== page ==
Brazil’s successes are legendary inside the world of epidemiology. In the late 1980s, it inoculated 10 million children against polio in a single day. By the turn of the century, it had eradicated rubella, polio, maternal and neonatal tetanus, measles and yellow fever. When outbreaks did occur, such as the reemergence of yellow fever in 2018, Brazil’s ability to craft novel approaches to immunization helped halt potential crises before they could fully explode.
That built a level of trust in immunization programs that few of Brazil’s other institutions currently enjoy, and turned vaccines into a symbol of celebration. Brazilian mothers in particular, Richtmann said, often decorate their family’s immunization cards, and beam when they present them to public officials as they apply for school and public benefits.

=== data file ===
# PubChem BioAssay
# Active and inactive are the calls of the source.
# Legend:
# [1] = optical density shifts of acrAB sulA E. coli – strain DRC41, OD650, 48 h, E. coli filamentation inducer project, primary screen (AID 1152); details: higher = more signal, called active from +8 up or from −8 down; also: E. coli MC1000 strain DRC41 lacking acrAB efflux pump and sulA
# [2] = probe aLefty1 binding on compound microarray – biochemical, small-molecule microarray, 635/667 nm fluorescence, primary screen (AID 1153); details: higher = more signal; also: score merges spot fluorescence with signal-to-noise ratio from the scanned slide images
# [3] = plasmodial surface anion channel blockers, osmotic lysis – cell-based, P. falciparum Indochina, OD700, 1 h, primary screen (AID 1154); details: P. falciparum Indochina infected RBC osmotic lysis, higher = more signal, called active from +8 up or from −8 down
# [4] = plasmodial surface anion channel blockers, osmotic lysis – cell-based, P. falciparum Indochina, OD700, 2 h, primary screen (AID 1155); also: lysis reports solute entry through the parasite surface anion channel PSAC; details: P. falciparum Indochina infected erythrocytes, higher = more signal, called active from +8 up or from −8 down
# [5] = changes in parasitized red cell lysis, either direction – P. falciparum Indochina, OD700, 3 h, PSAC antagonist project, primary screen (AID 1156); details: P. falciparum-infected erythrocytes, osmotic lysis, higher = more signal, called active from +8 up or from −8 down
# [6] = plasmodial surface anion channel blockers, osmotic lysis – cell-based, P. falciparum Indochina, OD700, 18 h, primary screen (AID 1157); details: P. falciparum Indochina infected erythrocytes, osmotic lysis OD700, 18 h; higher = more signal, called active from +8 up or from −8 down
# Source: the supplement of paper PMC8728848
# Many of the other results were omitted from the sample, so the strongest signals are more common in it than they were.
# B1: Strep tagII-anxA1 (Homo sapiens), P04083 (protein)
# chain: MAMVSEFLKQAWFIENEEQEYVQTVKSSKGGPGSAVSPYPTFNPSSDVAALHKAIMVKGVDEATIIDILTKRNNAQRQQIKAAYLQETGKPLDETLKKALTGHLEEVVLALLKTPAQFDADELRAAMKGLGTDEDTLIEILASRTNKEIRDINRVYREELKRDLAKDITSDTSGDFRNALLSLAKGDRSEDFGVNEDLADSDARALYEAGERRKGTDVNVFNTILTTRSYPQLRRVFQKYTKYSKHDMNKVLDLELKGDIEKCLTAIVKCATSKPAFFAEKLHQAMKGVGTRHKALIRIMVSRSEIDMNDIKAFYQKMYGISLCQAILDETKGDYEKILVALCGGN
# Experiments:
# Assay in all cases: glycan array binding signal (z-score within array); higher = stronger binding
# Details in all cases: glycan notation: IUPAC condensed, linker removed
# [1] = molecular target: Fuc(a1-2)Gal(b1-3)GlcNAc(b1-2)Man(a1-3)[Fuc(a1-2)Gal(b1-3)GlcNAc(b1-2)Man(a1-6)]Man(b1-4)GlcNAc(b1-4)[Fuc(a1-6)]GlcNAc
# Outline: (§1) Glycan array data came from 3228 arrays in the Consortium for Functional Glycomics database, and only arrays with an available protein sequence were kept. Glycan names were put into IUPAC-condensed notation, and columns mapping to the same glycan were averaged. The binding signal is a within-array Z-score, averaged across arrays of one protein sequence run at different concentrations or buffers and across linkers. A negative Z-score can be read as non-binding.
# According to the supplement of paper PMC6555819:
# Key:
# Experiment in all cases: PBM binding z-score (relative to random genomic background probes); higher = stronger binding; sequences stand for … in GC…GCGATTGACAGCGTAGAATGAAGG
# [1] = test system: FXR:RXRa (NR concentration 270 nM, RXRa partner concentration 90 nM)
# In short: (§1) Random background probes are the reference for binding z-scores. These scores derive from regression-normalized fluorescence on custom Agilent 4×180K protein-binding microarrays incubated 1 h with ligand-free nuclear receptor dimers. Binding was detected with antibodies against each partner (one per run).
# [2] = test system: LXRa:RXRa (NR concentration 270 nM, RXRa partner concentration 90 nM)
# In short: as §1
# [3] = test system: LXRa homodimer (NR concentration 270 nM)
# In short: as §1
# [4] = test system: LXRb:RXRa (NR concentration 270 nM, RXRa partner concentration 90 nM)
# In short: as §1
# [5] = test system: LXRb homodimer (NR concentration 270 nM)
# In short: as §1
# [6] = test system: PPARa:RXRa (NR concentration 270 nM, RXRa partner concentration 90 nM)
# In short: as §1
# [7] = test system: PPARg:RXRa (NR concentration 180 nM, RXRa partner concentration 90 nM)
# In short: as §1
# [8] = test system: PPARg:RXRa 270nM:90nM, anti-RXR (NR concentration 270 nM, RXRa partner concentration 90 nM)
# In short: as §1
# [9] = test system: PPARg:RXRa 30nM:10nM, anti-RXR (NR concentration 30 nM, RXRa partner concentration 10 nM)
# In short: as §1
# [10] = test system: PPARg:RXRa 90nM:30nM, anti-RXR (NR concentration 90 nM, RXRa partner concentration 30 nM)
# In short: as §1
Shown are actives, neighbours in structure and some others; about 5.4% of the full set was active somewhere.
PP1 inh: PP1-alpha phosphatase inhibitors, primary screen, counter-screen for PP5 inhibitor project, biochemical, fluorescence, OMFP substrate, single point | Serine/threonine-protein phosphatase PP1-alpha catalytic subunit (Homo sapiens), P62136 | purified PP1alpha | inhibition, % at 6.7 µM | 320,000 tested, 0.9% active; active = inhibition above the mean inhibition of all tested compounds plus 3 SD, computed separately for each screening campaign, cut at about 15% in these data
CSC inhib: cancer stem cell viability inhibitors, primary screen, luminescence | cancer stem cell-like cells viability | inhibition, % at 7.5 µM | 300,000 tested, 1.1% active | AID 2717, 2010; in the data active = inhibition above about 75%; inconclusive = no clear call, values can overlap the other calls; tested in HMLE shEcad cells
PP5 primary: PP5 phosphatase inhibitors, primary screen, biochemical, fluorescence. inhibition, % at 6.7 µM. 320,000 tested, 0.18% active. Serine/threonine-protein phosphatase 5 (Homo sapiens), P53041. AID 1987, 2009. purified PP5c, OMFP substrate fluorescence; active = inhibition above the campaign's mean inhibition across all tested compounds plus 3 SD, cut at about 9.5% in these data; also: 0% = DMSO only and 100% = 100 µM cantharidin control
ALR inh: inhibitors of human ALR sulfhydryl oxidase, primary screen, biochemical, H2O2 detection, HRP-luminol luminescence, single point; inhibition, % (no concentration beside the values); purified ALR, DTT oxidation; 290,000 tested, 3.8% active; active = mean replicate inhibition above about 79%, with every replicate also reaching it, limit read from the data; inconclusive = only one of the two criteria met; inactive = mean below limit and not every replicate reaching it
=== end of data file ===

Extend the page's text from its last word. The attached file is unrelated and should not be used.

As a result, many Brazilians who already opposed Bolsonaro’s dithering approach to the early stages of the pandemic viewed his opposition to vaccines as something worse: an affront to a major symbol of national pride.
“Brazil is not a very proud or patriotic country, compared to the U.S. anyway,” Garrett said. “But in terms of vaccination, there’s a patriotic feeling about Brazil being such a renowned country about vaccination, and about having one of the best national immunization programs in the world.”
So Brazilians noticed the disappearance of their popular vaccine mascot, which Bolsonaro apparently sidelined after the launch of Brazil’s vaccine program last December. “Where is our beloved Zé Gotinha?” da Silva, the former president who is likely running to replace Bolsonaro in next year’s elections, asked during a fiery speech in March, delivering a line that quickly became a rallying cry for pro-vaccine movements.